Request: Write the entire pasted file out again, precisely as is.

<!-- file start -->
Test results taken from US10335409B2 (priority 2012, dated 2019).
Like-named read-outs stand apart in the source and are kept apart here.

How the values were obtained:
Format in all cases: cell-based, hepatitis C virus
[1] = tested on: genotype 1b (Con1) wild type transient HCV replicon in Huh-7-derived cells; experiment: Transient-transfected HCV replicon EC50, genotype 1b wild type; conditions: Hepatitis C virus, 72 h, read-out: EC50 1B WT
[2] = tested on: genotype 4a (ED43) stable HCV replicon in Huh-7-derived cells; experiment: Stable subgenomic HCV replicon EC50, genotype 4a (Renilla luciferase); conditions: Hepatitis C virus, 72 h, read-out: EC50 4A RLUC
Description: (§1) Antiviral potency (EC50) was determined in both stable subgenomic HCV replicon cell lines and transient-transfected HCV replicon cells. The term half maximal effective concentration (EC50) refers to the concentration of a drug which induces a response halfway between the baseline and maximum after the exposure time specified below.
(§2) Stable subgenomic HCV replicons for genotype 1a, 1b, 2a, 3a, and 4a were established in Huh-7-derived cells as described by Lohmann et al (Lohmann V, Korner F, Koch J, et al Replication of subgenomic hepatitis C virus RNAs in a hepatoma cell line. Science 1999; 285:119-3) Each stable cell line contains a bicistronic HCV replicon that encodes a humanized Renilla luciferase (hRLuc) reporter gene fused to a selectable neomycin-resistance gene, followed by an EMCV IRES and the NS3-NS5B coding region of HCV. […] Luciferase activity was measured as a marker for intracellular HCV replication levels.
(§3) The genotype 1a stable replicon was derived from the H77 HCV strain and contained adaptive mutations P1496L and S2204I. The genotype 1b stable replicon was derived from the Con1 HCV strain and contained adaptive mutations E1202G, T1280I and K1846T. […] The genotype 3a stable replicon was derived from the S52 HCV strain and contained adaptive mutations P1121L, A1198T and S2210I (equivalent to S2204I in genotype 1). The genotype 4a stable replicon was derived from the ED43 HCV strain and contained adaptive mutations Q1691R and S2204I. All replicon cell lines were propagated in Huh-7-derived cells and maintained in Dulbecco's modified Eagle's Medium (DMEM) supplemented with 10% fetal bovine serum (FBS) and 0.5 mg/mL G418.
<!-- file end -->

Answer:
Test results taken from US10335409B2 (priority 2012, dated 2019).
Like-named read-outs stand apart in the source and are kept apart here.

How the values were obtained:
Format in all cases: cell-based, hepatitis C virus
[1] = tested on: genotype 1b (Con1) wild type transient HCV replicon in Huh-7-derived cells; experiment: Transient-transfected HCV replicon EC50, genotype 1b wild type; conditions: Hepatitis C virus, 72 h, read-out: EC50 1B WT
[2] = tested on: genotype 4a (ED43) stable HCV replicon in Huh-7-derived cells; experiment: Stable subgenomic HCV replicon EC50, genotype 4a (Renilla luciferase); conditions: Hepatitis C virus, 72 h, read-out: EC50 4A RLUC
Description: (§1) Antiviral potency (EC50) was determined in both stable subgenomic HCV replicon cell lines and transient-transfected HCV replicon cells. The term half maximal effective concentration (EC50) refers to the concentration of a drug which induces a response halfway between the baseline and maximum after the exposure time specified below.
(§2) Stable subgenomic HCV replicons for genotype 1a, 1b, 2a, 3a, and 4a were established in Huh-7-derived cells as described by Lohmann et al (Lohmann V, Korner F, Koch J, et al Replication of subgenomic hepatitis C virus RNAs in a hepatoma cell line. Science 1999; 285:119-3) Each stable cell line contains a bicistronic HCV replicon that encodes a humanized Renilla luciferase (hRLuc) reporter gene fused to a selectable neomycin-resistance gene, followed by an EMCV IRES and the NS3-NS5B coding region of HCV. […] Luciferase activity was measured as a marker for intracellular HCV replication levels.
(§3) The genotype 1a stable replicon was derived from the H77 HCV strain and contained adaptive mutations P1496L and S2204I. The genotype 1b stable replicon was derived from the Con1 HCV strain and contained adaptive mutations E1202G, T1280I and K1846T. […] The genotype 3a stable replicon was derived from the S52 HCV strain and contained adaptive mutations P1121L, A1198T and S2210I (equivalent to S2204I in genotype 1). The genotype 4a stable replicon was derived from the ED43 HCV strain and contained adaptive mutations Q1691R and S2204I. All replicon cell lines were propagated in Huh-7-derived cells and maintained in Dulbecco's modified Eagle's Medium (DMEM) supplemented with 10% fetal bovine serum (FBS) and 0.5 mg/mL G418.